(REUTERS) - Taiwanese electronics manufacturer Foxconn will announce plans to build a multi-billion dollar flat panel screen plant in Wisconsin at a White House event later on Wednesday (July 26), a source briefed on the matter said.
A White House official said President Donald Trump is hosting an event at 5 pm EDT with Foxconn "for a technology manufacturing initiative announcement that will bring jobs and billions of dollars in investments to our country."
Foxconn, a major supplier to Apple Inc for its iPhones, is formally known as Hon Hai Precision Industry Co Ltd . It said last month it plans to invest more than US$10 billion (S$13.5 billion) in a display-making factory in the United States. Seven US states have competed for new investments from Foxconn.
The factory is expected initially to create 3,000 jobs and produce computer and TV screens.
White House Chief of Staff Reince Priebus told a Wisconsin TV station that Trump was aboard Marine One over Kenosha, Wisconsin, in April and spotted the site of a former Chrysler plant.
When Foxconn executives met with Trump in the Oval Office,"the president said I know a good spot where you should go - that place in Kenosha," Priebus recounted.
Trump has called for companies to build more products in the United States and open additional plants. He has made several announcements since his election in November about US investments by both foreign and domestic manufacturers, building on his campaign focus on boosting American jobs. Some of those announcements sought to take credit for previously announced investments.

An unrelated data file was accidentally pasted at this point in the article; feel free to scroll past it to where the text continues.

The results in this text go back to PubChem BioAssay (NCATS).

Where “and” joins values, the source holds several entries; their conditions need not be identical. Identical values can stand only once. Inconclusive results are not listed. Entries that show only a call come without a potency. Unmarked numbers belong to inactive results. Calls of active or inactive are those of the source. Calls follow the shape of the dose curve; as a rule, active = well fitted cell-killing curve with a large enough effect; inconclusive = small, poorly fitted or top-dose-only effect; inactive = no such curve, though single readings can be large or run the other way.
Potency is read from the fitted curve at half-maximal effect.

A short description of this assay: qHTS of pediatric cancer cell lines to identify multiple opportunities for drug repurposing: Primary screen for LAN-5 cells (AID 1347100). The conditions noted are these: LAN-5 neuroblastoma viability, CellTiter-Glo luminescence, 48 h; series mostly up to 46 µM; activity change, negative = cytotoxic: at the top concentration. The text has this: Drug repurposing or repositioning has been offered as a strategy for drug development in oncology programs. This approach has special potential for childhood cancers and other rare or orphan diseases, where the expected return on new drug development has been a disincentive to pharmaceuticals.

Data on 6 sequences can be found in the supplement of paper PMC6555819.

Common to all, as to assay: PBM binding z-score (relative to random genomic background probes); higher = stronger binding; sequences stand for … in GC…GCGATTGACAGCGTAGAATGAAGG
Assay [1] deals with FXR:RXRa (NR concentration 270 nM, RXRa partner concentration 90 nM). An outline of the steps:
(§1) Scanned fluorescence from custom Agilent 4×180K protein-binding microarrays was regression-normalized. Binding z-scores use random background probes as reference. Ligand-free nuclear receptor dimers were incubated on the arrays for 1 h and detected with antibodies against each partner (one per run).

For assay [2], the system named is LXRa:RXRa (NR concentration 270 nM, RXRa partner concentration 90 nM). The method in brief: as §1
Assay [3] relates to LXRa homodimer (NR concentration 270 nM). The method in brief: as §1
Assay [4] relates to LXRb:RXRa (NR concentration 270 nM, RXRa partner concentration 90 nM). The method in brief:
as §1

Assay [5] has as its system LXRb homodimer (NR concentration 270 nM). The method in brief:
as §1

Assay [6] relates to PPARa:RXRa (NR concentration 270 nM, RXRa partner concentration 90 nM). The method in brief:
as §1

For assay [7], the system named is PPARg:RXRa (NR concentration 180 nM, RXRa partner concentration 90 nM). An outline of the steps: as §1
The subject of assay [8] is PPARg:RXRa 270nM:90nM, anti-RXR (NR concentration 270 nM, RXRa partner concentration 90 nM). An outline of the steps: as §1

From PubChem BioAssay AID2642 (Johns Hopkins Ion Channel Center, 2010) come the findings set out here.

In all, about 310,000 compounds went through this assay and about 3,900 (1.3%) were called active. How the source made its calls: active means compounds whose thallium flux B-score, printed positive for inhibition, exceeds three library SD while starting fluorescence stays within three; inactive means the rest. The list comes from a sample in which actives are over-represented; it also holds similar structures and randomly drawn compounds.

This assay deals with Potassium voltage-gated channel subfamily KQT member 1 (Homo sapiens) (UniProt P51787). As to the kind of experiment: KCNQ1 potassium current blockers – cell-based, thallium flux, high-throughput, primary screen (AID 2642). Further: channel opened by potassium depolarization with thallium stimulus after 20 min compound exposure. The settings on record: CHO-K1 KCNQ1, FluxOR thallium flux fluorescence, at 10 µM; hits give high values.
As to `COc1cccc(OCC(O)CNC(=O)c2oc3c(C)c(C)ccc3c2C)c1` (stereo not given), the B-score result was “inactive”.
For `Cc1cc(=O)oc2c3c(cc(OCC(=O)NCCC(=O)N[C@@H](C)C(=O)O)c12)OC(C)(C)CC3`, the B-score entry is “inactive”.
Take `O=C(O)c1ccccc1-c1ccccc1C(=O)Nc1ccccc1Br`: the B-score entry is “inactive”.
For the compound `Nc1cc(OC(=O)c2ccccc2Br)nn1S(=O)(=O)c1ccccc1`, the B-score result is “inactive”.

Not all Foxconn investments announced have resulted in new jobs.
In 2013, Foxconn said it would invest US$30 million and hire 500 workers for a new factory in Pennsylvania. But that facility was never completed, according to local media reports. Foxconn has another small operation in Pennsylvania.
Media reports have said Foxconn could get US$3 billion in government tax incentives for the Wisconsin project. State Senator Jennifer Shilling, a Democrat, questioned whether there is "legislative appetite for a US$1 (billion) to US$3 billion corporate welfare package...
The bottom line is this company has a concerning track record of big announcements with little follow-through." Tai Jeng-wu, CEO of Foxconn's Japanese unit Sharp Corp , said in June that six US states were being evaluated for a possible location for a plant to make displays.
Foxconn's decision to build the plant in Wisconsin was reported earlier by the Milwaukee Journal Sentinel.
Wisconsin Governor Scott Walker touted a "major jobs announcement for Wisconsin" planned later at the White House.
In the 2016 presidential race, Trump narrowly prevailed over Democrat Hillary Clinton in Wisconsin, one of a few states in the Upper Midwest that helped carry him to victory. His message of keeping jobs in the United States resonated strongly with middle-class voters in rust belt states like Wisconsin.
The United States has added 70,000 manufacturing jobs since November, to nearly 12.4 million, but has not added any net factory jobs in the last two months, according to the Bureau of Labor Statistics.
Trump told the Wall Street Journal on Tuesday that Apple Chief Executive Tim Cook has committed to build three big manufacturing plants in the United States. Apple did not comment.
House Speaker Paul Ryan, Vice President Mike Pence and Foxconn Chairman Terry Gou will attend Wednesday's event.